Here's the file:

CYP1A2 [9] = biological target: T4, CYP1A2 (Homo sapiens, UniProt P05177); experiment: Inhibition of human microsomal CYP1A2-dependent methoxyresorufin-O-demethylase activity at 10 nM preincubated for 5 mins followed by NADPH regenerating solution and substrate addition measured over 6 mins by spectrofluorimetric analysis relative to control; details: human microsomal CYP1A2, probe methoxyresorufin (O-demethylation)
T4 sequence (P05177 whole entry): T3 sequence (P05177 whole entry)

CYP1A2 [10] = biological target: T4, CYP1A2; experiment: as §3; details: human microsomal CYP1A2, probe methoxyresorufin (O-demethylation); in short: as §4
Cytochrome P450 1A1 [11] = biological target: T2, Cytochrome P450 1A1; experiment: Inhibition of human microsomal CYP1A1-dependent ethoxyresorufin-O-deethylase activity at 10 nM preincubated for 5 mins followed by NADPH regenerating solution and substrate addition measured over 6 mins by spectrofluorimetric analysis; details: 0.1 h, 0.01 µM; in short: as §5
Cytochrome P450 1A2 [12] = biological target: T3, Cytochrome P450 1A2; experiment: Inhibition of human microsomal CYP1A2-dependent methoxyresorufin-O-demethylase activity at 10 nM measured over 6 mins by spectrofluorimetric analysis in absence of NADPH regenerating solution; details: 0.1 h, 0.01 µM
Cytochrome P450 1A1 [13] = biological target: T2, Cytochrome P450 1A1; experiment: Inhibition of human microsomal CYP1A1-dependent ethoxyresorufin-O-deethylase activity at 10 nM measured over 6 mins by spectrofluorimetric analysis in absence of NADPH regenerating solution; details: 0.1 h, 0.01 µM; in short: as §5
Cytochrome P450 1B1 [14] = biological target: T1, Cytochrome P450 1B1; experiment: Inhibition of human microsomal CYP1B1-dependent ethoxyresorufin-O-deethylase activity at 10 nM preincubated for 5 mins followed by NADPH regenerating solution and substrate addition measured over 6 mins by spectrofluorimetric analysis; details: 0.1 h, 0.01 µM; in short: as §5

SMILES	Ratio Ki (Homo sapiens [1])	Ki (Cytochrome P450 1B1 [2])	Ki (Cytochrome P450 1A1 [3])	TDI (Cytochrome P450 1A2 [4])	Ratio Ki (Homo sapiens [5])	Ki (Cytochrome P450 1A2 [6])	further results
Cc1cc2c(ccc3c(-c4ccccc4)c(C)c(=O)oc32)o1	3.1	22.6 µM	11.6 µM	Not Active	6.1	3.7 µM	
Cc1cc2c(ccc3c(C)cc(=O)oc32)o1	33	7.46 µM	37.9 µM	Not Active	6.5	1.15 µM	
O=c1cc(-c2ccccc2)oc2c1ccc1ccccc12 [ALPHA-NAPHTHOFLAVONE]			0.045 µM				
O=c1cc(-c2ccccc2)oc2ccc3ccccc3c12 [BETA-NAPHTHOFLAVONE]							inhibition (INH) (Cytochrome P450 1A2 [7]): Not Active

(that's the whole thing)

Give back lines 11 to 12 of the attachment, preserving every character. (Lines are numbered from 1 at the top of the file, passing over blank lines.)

O=c1cc(-c2ccccc2)oc2c1ccc1ccccc12 [ALPHA-NAPHTHOFLAVONE]			0.045 µM				
O=c1cc(-c2ccccc2)oc2ccc3ccccc3c12 [BETA-NAPHTHOFLAVONE]							inhibition (INH) (Cytochrome P450 1A2 [7]): Not Active